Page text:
I have difficulty gathering all the information I need on open questions. How do I obtain all of the historical and technical details of a problem (e.g. a millennium problem)?

  • $\begingroup$ This is too broad. As you have no doubt noticed, big open problems tend to touch upon many branches of mathematics...so you'll have to learn all (or at least many) of those. $\endgroup$ – lulu Jun 5 at 20:42

Take a three-pronged approach.

  1. Find important articles in the literature of that question (for example the article that originally posed it or major milestone papers solving related questions) and then read every article that cites them.

  2. Find and read survey articles that introduce you to the field and the literature.

  3. Read newly published research papers and preprints.

These three approaches will reinforce each other. You'll find survey articles and lit reviews, as well as recent papers, when you look up all the articles that cite the milestone papers. Meanwhile, the survey articles and lit reviews in new papers will direct you to important papers in the field.

Don't take papers for granted. They're written by people, who make mistakes. Work through the arguments and prove the theorems yourself. Whenever you get stuck, take the argument you don't understand and find textbooks that walk through it and early papers that introduced it.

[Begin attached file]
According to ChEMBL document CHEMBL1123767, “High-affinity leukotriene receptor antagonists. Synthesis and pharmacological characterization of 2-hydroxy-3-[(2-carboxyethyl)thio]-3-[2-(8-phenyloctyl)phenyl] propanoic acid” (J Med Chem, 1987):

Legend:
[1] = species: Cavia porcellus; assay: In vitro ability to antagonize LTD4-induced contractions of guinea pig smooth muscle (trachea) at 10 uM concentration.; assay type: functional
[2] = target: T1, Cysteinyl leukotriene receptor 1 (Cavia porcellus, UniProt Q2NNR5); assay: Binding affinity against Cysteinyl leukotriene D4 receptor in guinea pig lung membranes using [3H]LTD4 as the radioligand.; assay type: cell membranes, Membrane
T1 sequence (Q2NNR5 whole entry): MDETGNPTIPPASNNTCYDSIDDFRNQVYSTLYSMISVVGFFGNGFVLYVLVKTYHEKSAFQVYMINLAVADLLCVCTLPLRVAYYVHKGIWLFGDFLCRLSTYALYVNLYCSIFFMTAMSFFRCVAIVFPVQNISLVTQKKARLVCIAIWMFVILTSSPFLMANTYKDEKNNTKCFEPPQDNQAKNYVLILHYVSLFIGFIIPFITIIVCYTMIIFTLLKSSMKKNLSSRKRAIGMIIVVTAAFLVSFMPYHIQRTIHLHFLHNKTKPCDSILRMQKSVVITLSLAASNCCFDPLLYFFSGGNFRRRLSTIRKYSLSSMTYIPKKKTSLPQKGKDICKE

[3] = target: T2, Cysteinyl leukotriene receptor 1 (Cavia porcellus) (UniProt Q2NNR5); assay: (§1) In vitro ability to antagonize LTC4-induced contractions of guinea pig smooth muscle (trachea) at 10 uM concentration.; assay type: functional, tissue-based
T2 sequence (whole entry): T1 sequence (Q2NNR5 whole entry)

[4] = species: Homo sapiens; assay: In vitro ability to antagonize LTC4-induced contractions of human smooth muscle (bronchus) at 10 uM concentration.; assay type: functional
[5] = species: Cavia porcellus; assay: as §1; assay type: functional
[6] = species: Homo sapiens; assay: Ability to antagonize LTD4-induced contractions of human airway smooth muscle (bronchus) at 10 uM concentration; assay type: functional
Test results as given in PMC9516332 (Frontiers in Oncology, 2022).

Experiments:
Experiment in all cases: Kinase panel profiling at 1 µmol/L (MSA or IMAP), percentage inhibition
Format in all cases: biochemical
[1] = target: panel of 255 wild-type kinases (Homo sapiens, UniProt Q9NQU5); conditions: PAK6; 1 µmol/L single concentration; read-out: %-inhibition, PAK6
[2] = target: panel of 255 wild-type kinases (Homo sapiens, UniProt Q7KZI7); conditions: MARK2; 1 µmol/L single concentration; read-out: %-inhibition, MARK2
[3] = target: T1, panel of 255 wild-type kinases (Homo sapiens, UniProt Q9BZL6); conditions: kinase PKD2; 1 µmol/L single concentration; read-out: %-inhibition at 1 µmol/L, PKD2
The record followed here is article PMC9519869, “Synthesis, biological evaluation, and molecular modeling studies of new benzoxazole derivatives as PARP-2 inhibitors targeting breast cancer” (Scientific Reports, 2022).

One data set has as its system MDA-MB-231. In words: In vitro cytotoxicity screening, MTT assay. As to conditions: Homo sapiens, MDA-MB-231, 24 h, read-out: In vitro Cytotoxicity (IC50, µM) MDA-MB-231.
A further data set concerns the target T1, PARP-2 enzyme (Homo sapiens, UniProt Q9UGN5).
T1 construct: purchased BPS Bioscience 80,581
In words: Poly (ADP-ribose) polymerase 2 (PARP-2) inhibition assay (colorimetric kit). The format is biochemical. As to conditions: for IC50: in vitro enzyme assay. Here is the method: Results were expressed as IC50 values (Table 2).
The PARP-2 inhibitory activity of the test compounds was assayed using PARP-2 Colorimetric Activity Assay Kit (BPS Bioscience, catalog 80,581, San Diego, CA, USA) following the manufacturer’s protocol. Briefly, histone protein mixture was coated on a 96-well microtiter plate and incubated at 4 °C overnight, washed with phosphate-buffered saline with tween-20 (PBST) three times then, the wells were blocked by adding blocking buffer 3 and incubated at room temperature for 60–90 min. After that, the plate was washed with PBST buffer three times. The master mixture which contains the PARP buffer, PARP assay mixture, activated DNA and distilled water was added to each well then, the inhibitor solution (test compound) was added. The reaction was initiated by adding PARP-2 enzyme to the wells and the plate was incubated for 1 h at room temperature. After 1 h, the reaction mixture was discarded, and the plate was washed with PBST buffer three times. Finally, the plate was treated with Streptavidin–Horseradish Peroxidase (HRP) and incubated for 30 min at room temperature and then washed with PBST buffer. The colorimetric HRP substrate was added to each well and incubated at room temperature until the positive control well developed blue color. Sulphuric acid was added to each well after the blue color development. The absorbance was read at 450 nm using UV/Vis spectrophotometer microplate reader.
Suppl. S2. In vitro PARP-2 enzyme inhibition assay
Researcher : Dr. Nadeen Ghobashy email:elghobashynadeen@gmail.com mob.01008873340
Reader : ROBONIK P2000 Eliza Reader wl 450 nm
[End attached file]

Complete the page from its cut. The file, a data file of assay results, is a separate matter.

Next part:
Don't be afraid to ask mentors, professors, and colleagues for help if you have a question and they're an expert in the area. If you're respectful and smart about it, this is a good way to start to make connections and learn who knows what in the field.

After months of this (or years, if you're jumping on a big famous problem like one of the Millennium problems) you'll see patterns, the same themes and ideas and papers emerging over and over again. You'll also get a sense of what's "hard" and what's "easy," which problems will require a lot of work and new ideas to solve and which problems might succumb to known techniques with the right perspective and calculations.

As this happens you'll start to have ideas about how to extend or refine various ideas and arguments that you've seen. Be sure to talk about these ideas with other people you trust in the field -- maybe they're actually dead ends, or maybe they're new and you'll find some collaborators.

At this point, congratulations: You're ready to start contributing!

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    $\begingroup$ Andrew Wiles made sure to abstain from disclosing his research to fellows in the field ;-) (But my +1 for this good answer.) $\endgroup$ – Yves Daoust Jun 5 at 20:54
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    $\begingroup$ @YvesDaoust This is true! Some fields are high-trust and some fields, maybe the more prestigious and competitive ones, can be pretty low-trust. I think I have been fortunate to spend time in open, trusting communities. :) $\endgroup$ – Neal Jun 5 at 21:01
  • $\begingroup$ I think how to make your field more high-trust, as you become a leader in it, is itself a very interesting question, but perhaps one for a future answer. $\endgroup$ – Neal Jun 5 at 21:08

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